Consistency is becoming even more of a business imperative and a key driver of success. Perhaps this is simply because consistency builds trust among consumers, and consumers are more likely to engage with brands they trust.
BrandQuantum founder Paula Sartini says that for consumers to trust a brand, visual consistency is key: how the brand looks, what it says and what it does are the three fundamental elements which build consistency. As such, most branding agencies focus predominantly on the visual aspect of brand consistency.
However, the experiential side of brands is increasingly coming to the fore, influenced by a myriad factors that may not include visual consistency but have a significant impact on how consumers perceive the brand and is informed by all their interactions with that brand.
In today’s digital age, where consumers are exposed to brands across various platforms, it can be a challenge for companies to communicate a consistent brand experience in every interaction with their target audience. In addition, companies are required to adhere to several regulations, such as the POPI Act and the Consumer Protection Act. That is why branding cannot be the sole responsibility of the marketing department.
“This is why there is an increasing awareness of what I call operational marketing,” says Sartini. “What is the point of investing so much money into the visual consistency of a brand when a single thoughtless piece of communication not in keeping with the rest of the brand’s image can do untold damage?” she asks, adding that everything can be ruined by one negative experience at another touchpoint – for instance, an automated letter that does not stand up to the brand’s promise or the terms and conditions at the bottom of a letterhead that do not comply with the latest legislation.
It’s becoming harder and harder for brands to maintain consistency, especially when one considers the multitude of touchpoints where consumers and brands interact, not to mention the rate of change in the digital world. “Marketing departments have less and less control of the places where their brand appears, and they cannot be everywhere at once,” says Sartini.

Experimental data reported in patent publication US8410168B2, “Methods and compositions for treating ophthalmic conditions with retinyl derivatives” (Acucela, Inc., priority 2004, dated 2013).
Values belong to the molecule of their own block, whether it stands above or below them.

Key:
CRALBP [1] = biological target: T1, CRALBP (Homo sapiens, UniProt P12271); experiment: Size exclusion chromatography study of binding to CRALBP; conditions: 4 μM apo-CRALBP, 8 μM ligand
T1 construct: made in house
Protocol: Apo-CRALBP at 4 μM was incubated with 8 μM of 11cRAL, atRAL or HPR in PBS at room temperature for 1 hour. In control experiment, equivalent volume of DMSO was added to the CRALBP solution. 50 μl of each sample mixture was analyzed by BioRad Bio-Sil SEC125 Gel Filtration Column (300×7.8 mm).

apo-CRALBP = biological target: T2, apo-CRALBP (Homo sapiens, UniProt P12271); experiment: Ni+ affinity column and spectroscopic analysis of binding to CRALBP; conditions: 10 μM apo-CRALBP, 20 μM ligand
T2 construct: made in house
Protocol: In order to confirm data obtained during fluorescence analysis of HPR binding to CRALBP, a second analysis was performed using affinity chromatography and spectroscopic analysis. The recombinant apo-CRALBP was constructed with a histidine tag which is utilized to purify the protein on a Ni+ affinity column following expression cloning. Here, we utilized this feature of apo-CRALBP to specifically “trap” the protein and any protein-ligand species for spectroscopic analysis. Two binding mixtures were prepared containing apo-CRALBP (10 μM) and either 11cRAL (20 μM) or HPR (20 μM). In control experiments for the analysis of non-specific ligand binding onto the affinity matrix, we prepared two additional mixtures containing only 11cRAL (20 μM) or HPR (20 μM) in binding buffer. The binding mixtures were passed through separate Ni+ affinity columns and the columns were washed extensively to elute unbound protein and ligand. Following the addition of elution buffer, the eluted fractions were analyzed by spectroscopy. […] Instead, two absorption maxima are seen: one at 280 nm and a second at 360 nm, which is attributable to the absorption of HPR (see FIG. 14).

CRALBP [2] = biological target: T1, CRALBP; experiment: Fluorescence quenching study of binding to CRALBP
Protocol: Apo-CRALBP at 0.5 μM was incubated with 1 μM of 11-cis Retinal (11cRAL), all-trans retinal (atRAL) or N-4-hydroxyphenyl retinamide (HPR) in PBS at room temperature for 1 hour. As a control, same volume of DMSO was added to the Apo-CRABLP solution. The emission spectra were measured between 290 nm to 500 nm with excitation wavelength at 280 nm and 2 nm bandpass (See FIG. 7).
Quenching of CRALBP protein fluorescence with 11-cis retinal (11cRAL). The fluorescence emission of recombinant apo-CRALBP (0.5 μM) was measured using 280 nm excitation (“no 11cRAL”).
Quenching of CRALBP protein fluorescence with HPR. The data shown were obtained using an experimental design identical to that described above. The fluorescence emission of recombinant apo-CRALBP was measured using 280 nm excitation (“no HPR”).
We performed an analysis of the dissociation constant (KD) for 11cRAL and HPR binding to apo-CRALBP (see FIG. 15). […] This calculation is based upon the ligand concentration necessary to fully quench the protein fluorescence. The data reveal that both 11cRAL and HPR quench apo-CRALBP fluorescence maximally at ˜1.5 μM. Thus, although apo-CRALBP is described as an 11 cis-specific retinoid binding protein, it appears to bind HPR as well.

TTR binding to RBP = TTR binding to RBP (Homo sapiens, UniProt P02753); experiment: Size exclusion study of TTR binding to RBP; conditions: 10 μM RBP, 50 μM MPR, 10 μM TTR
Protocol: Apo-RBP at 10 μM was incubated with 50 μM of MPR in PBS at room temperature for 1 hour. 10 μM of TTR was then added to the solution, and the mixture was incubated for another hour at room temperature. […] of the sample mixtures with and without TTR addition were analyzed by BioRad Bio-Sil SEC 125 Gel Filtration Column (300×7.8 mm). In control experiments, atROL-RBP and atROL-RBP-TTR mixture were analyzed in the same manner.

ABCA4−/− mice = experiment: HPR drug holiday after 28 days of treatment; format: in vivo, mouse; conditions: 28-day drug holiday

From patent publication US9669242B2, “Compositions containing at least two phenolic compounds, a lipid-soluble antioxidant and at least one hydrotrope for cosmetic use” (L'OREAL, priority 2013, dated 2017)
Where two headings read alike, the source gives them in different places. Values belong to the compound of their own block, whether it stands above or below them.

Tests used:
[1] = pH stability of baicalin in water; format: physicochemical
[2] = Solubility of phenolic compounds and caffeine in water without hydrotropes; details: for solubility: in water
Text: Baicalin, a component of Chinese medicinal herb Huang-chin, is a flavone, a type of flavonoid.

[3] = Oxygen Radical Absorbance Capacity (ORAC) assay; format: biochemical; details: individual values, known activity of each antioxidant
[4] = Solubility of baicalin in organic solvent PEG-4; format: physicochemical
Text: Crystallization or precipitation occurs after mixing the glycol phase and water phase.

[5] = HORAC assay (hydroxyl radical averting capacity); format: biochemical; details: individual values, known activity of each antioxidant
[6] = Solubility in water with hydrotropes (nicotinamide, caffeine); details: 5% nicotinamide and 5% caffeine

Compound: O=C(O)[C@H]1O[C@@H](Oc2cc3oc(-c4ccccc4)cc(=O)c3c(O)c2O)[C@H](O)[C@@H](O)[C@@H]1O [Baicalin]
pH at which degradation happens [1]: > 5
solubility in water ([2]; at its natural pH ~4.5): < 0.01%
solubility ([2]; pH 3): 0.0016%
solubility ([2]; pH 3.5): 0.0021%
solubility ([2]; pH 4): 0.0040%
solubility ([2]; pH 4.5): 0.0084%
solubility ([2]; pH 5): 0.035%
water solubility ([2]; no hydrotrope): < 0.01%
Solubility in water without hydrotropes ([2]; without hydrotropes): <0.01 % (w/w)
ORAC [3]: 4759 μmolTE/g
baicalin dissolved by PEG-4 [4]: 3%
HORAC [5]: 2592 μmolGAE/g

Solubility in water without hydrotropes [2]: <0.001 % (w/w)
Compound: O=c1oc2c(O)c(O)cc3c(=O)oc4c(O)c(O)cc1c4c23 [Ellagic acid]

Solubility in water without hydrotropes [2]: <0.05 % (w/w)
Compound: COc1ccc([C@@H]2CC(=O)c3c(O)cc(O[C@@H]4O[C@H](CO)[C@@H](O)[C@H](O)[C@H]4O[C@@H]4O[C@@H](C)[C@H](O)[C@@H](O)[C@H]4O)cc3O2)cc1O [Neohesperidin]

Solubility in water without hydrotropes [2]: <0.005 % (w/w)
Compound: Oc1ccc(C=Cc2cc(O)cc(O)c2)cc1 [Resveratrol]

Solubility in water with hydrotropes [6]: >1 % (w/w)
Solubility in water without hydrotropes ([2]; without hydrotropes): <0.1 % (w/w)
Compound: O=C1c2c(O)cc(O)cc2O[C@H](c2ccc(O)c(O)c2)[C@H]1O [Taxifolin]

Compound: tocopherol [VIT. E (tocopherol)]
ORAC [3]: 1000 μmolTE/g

BrandQuantum’s solution has been to develop software that manages brand consistency, freeing up marketers and their agencies to focus on other vital activities, without having to worry about policing their brands.
“This software, which is cloud-based, manages consistency across all touchpoints – every single piece of communication, on every program in real time. It plugs into Microsoft Office and is not managed by IT, rather it is centrally owned by the marketing department, who can make real-time changes, synchronizing content, toolbars and all the latest collateral to be compliant with the most up-to-date legislation and brand content,” Sartini explains. She says employees of a brand don’t have time to spend digging the latest collateral off the Intranet or shared files, which is why so often the wrong content is used. This software ensures every person has everything they need at their fingertips to maintain brand consistency.
“Operations may be the least sexy element of marketing, but ultimately it’s what keeps the business going and ensures consistency,” Sartini concludes.
The big take-out: In a climate where maintaining brand consistency is affected by many different factors and is becoming increasingly challenging, BrandQuantum has developed cloud-based software that manages brand consistency for marketers, agencies and employees at all touchpoints.